# Mathematical Food for Thought

Serves a Daily Special and an All-You-Can-Eat Course in Problem Solving. Courtesy of me, Jeffrey Wang.

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Now That’s Efficient. Topic: Algebra/Complex Numbers/Polynomials. Level: Olympiad. March 22nd, 2006

Problem: (360 Problems For Mathematical Contests – 1.1.53) Let

, ,

be a polynomial with complex coefficients such that there is an integer with

.

Prove that the polynomial has at least a zero with absolute value less than .

Solution: We will prove the result by contradiction. Assume all the zeros have absolute value (modulus) at least . Let the zeros be . Our assumption says that for all .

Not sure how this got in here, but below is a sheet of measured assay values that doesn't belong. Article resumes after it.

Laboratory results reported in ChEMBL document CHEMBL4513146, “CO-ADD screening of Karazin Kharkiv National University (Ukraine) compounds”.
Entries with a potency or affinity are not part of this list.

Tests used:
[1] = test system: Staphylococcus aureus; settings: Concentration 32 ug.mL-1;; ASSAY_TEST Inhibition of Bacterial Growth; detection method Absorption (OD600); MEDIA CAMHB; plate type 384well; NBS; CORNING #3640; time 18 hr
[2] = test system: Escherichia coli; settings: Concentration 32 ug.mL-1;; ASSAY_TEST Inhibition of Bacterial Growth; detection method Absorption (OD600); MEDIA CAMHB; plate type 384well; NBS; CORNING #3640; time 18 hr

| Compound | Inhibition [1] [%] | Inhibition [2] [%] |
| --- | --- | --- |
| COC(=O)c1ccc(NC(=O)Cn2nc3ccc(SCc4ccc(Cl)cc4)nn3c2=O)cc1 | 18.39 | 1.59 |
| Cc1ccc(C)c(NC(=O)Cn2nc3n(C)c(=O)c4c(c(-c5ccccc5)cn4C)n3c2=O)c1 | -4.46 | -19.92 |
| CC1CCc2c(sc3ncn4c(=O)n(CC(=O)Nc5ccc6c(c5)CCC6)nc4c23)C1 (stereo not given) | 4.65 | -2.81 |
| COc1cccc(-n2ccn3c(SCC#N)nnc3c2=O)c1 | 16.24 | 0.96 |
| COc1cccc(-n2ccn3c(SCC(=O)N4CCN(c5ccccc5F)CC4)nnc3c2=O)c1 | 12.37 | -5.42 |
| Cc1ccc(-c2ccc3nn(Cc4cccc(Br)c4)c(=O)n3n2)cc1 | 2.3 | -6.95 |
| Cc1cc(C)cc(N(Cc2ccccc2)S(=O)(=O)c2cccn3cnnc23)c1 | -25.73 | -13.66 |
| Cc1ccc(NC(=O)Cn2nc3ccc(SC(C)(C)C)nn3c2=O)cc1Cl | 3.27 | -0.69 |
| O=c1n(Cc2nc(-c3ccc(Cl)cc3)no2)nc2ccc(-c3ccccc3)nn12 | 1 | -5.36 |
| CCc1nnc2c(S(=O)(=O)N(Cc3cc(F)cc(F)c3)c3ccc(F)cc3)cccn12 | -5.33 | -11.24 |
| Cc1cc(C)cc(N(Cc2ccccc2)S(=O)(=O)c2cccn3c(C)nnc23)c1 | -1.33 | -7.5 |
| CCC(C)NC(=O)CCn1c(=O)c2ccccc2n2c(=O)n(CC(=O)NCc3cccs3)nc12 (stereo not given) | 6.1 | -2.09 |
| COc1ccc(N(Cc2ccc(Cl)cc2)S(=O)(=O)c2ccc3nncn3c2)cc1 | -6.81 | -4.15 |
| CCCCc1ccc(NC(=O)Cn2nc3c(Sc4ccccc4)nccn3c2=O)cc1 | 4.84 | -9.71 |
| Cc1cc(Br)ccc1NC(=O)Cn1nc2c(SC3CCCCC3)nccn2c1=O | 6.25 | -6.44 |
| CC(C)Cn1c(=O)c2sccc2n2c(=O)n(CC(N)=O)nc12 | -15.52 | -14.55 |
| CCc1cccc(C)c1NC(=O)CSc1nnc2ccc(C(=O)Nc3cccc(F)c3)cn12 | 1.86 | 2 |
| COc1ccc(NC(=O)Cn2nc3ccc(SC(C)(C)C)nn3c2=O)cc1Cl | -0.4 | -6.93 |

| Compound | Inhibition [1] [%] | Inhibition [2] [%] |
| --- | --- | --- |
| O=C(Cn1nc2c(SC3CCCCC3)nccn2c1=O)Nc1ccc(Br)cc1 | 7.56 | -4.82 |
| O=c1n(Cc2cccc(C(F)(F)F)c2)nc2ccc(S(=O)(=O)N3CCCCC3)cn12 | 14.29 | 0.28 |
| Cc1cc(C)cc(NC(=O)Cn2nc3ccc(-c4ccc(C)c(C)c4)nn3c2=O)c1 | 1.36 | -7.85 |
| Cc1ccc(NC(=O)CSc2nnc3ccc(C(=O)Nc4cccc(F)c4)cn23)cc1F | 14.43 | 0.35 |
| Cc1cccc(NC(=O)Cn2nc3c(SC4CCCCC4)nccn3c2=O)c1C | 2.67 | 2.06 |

By Vieta’s Formulas, we have

so .

Also,

,

where the summation is taken over all sets of roots.

Then, by the Triangle Inequality for complex numbers,

.

But since for all by our assumption, we know

and similarly for all other sets of roots. Since there are precisely sets of roots, we have

.

Connecting the inequalities, we find that

,

which means

,

giving us a contradiction. Hence our original assumption is false and their exists a root such that as desired. QED.

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Comment: Once again, Vieta’s Formulas are extremely important to know. Also, being able to manipulate the norms of complex numbers and knowing the general properties of them is essential to solving this problem.

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Practice Problem: (360 Problems For Mathematical Contests – 1.1.58) Consider the equation

with real coefficients . Prove that if the equation has all of its roots real, then . Is the reciprocal true?